• Some categories lost jobs. Dropping over the year, August to August, were jobs in construction and manufacturing; finance and insurance; management; and federal jobs, likely because of the end of the temporary Census jobs.
• Some categories gained jobs. Rising over the year were trade, transportation and utilities jobs; retail trade; education and health services; and some leisure and hospitality jobs.
• Targeted jobs are growing. The state predicts that the growth in targeted jobs, defined as high-wage, high-skill jobs, will come in maintenance and repair; customer service representatives; registered nurses; property, real estate and community association managers; medical and health services managers; bookkeeping, accounting and auditing clerks; truck drivers; and other categories.
• Bankruptcy filings are rising. Petitions in the Middle District of Florida are being filed at record rates.
• Commercial vacancies are high. They remain in the 20 percent rate, according to Cushman & Wakefield. As of June, office space downtown was 22.5 percent vacant, led by 26.1 percent on the Northbank. Suburban office vacancy was 23.4 percent, as was the vacancy in the largest market, Butler/Baymeadows.
• Industrial vacancy rates aren’t as high. They ended the quarter at 12.8 percent, with North Jacksonville at 21.8 percent. The largest market, Westside, was 9.2 percent, said Cushman & Wakefield.
• Home sales aren’t strong. The Northeast Florida Association of Realtors said pending house sales in August rose 16.6 percent over August 2009 to 1,632, while closed sales rose 8 percent to 1,316. However, of those closed sales, 49 percent were traditional sales and 51 percent were lender-mediated, or distressed, sales. The report covers Realtor-brokered market activity of single-family residential and condo sales in much of the metro area, but not all.
• House prices are mixed. The median price for traditional sales rose 3.2 percent over the year to almost $175,000, but the lender-mediated median price fell 22.2 percent to $85,535, said NEFAR.
• There’s a foreclosure backlog. The foreclosure backlog in Duval, Clay and Nassau counties was at least 21,523 cases as of midyear, according to The Florida Bar News. More and more homeowners find themselves underwater – the house is worth less than what’s owed on the mortgage.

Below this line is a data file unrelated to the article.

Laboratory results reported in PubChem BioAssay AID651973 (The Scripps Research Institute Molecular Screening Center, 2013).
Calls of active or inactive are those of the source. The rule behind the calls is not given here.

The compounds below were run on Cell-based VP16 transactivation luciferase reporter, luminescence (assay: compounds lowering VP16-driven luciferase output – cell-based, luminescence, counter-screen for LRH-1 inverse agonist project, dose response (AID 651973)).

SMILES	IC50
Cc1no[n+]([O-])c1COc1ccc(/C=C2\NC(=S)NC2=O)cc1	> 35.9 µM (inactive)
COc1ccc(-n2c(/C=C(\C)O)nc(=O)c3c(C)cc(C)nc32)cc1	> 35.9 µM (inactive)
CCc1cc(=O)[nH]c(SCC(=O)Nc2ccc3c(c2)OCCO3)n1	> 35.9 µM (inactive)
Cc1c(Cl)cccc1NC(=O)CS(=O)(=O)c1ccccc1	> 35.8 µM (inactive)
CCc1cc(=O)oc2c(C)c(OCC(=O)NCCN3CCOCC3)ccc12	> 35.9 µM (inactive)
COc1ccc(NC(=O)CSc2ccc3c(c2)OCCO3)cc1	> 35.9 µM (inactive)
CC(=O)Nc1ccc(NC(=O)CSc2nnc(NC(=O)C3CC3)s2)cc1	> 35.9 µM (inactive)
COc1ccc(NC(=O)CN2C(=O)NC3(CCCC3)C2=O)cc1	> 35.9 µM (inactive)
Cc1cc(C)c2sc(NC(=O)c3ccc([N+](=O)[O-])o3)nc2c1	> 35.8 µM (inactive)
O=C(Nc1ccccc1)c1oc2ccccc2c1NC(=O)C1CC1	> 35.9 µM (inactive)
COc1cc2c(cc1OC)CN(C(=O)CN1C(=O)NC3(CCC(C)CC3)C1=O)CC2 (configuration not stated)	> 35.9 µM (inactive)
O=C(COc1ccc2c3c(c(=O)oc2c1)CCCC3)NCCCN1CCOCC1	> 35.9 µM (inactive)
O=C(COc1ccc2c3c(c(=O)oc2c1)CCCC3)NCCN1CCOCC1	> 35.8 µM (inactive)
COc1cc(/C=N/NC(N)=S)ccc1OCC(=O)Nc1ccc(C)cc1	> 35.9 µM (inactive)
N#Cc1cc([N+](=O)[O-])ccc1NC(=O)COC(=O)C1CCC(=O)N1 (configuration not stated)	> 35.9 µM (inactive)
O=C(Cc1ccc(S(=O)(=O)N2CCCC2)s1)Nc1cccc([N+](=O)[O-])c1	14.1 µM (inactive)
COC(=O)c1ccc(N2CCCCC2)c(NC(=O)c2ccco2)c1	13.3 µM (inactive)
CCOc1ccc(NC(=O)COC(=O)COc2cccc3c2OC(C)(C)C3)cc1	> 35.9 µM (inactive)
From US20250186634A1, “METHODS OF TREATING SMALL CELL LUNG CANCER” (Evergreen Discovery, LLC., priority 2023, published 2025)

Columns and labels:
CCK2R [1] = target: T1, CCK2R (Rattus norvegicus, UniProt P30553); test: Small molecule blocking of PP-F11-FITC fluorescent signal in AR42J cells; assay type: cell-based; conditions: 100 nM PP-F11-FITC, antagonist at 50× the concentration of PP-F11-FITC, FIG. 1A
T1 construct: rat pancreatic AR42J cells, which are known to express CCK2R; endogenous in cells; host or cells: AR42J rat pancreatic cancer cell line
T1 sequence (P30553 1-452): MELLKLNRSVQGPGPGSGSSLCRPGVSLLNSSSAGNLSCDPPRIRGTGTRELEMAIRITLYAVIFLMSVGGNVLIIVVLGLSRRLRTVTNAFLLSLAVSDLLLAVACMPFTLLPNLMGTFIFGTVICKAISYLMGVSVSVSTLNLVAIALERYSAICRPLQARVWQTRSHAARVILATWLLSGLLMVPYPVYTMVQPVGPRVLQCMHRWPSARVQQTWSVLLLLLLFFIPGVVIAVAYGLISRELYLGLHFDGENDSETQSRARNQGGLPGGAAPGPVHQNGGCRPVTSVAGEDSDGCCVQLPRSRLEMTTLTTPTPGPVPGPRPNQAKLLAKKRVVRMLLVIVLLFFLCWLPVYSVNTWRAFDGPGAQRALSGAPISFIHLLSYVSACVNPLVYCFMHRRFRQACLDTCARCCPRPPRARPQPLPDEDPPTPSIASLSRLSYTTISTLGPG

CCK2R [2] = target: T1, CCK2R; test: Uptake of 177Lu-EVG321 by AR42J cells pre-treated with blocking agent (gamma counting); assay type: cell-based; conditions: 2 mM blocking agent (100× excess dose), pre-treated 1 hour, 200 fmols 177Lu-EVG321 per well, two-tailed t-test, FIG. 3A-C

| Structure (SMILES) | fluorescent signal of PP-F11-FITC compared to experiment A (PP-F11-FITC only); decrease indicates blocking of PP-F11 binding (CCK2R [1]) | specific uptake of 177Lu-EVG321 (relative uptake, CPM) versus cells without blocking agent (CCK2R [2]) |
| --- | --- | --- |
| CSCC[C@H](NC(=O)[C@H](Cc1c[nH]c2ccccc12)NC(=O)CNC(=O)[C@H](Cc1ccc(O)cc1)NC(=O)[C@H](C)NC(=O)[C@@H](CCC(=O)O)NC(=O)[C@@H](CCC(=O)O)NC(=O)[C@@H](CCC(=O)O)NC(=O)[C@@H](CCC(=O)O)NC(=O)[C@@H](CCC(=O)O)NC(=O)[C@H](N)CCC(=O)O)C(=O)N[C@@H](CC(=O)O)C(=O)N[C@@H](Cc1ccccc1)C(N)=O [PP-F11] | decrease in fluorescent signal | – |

• The housing supply is ample. NEFAR reports that a market is considered balanced when there is a 5-6 month supply of homes available for purchase. There’s a 10.6-month supply for previously owned homes and 6.7 months for new homes, NEFAR said.
• Housing starts might be inching up after falling since 2005. Single-family starts in Duval, Clay, Nassau and St. Johns counties, according to the Northeast Florida Builders Association, were 3,256 in 2009; 5,111 in 2008; 6,829 in 2007; 11,127 in 2006; and 17,753 in 2005. Based on statistics through August, the annual rate for the area in 2010 is on pace for 3,756 single-family starts, better than 2009 but still far below 2008 and before.
Recessions: A look back
Source: University of Central Florida Institute for Economic Competitiveness
|Recessions|| Peak to trough|
|December 2007-June 2009|| 18 months|
|March-November 2001|| 8 months|
|July 1990-March 1991|| 8 months|
|July 1981-November 1982|| 16 months|
|January-July 1980|| 6 months|
|November 1973-March 1975|| 16 months|
|December 1969-November 1970 ||11 months|
|Historical recessions|| Average peak to trough|
|1854-2001 (32 cycles)|| 17 months|
|1945-2001 (10 cycles)|| 10 months|
|1919-1945 (6 cycles)|| 18 months|
|1854-1919 (16 cycles)|| 22 months|